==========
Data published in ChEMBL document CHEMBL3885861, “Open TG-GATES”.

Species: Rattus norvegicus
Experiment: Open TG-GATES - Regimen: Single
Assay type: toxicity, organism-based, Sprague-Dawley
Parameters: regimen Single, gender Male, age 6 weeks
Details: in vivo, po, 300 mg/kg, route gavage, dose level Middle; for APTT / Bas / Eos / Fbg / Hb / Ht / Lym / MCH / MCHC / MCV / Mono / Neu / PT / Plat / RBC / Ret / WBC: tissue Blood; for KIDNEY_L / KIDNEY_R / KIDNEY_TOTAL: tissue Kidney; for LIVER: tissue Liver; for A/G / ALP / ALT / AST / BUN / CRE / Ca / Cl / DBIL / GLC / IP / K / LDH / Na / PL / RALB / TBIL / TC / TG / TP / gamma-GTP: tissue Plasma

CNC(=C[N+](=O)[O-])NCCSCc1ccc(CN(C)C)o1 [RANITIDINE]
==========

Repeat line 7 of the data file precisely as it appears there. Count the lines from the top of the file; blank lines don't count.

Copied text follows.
CNC(=C[N+](=O)[O-])NCCSCc1ccc(CN(C)C)o1 [RANITIDINE]